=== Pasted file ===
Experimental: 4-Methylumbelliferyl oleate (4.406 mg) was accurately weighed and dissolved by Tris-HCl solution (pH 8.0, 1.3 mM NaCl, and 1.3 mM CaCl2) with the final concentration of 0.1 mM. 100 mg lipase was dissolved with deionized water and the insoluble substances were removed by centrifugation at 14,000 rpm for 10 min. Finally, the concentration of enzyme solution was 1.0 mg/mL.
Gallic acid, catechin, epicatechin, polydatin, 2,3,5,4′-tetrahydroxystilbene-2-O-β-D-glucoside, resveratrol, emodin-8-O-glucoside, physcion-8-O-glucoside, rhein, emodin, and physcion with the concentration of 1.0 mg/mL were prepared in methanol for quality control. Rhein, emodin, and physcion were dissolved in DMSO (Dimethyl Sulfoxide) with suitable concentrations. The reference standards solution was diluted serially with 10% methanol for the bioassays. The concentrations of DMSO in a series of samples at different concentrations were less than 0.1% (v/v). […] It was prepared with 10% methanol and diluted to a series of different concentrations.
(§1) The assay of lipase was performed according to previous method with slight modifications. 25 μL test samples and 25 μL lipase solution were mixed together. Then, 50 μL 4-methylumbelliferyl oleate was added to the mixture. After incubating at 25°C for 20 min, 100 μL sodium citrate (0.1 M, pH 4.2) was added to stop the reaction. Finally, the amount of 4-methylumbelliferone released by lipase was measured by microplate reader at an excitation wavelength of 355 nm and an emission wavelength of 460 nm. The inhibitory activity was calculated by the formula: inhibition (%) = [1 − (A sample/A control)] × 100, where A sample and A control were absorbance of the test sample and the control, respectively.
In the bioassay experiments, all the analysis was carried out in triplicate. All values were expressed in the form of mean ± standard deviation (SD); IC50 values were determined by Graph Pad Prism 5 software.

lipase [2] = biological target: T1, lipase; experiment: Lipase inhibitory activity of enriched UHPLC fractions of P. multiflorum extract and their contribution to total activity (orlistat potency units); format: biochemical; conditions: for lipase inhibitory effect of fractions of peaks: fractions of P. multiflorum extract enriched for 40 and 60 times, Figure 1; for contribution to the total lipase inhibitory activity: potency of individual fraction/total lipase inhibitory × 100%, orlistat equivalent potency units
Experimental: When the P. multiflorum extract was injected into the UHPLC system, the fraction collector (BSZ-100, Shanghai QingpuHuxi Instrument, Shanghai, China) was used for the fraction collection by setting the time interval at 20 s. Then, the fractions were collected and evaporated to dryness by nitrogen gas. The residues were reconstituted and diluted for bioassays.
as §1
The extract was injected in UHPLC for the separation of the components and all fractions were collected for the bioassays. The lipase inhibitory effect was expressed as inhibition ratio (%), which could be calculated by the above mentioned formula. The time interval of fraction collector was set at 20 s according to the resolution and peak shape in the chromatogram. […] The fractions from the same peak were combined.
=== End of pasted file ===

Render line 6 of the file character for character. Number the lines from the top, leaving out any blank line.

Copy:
Experimental: When the P. multiflorum extract was injected into the UHPLC system, the fraction collector (BSZ-100, Shanghai QingpuHuxi Instrument, Shanghai, China) was used for the fraction collection by setting the time interval at 20 s. Then, the fractions were collected and evaporated to dryness by nitrogen gas. The residues were reconstituted and diluted for bioassays.